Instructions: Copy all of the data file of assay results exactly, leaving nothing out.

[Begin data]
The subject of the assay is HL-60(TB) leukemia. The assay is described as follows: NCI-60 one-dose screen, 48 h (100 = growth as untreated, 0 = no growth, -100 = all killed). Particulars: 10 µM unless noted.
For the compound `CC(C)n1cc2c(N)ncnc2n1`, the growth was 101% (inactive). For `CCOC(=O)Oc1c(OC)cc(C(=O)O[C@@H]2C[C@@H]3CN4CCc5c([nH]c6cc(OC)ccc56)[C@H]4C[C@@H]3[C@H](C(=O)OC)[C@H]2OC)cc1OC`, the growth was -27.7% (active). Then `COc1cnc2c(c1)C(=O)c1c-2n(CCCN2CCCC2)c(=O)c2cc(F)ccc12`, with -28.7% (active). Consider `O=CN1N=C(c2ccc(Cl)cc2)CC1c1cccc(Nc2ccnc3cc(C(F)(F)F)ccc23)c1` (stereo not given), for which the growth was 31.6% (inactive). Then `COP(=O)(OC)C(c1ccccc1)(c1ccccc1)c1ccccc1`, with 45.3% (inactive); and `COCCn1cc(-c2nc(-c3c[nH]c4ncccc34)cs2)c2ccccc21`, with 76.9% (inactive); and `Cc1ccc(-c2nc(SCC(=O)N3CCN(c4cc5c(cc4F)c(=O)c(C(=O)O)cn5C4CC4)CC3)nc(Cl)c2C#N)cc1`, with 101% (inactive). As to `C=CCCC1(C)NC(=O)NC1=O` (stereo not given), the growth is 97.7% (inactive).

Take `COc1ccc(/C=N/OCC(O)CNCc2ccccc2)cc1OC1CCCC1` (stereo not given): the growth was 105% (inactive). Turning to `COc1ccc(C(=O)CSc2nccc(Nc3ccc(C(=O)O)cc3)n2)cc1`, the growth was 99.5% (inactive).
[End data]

The subject of the assay is HL-60(TB) leukemia. The assay is described as follows: NCI-60 one-dose screen, 48 h (100 = growth as untreated, 0 = no growth, -100 = all killed). Particulars: 10 µM unless noted.
For the compound `CC(C)n1cc2c(N)ncnc2n1`, the growth was 101% (inactive). For `CCOC(=O)Oc1c(OC)cc(C(=O)O[C@@H]2C[C@@H]3CN4CCc5c([nH]c6cc(OC)ccc56)[C@H]4C[C@@H]3[C@H](C(=O)OC)[C@H]2OC)cc1OC`, the growth was -27.7% (active). Then `COc1cnc2c(c1)C(=O)c1c-2n(CCCN2CCCC2)c(=O)c2cc(F)ccc12`, with -28.7% (active). Consider `O=CN1N=C(c2ccc(Cl)cc2)CC1c1cccc(Nc2ccnc3cc(C(F)(F)F)ccc23)c1` (stereo not given), for which the growth was 31.6% (inactive). Then `COP(=O)(OC)C(c1ccccc1)(c1ccccc1)c1ccccc1`, with 45.3% (inactive); and `COCCn1cc(-c2nc(-c3c[nH]c4ncccc34)cs2)c2ccccc21`, with 76.9% (inactive); and `Cc1ccc(-c2nc(SCC(=O)N3CCN(c4cc5c(cc4F)c(=O)c(C(=O)O)cn5C4CC4)CC3)nc(Cl)c2C#N)cc1`, with 101% (inactive). As to `C=CCCC1(C)NC(=O)NC1=O` (stereo not given), the growth is 97.7% (inactive).

Take `COc1ccc(/C=N/OCC(O)CNCc2ccccc2)cc1OC1CCCC1` (stereo not given): the growth was 105% (inactive). Turning to `COc1ccc(C(=O)CSc2nccc(Nc3ccc(C(=O)O)cc3)n2)cc1`, the growth was 99.5% (inactive).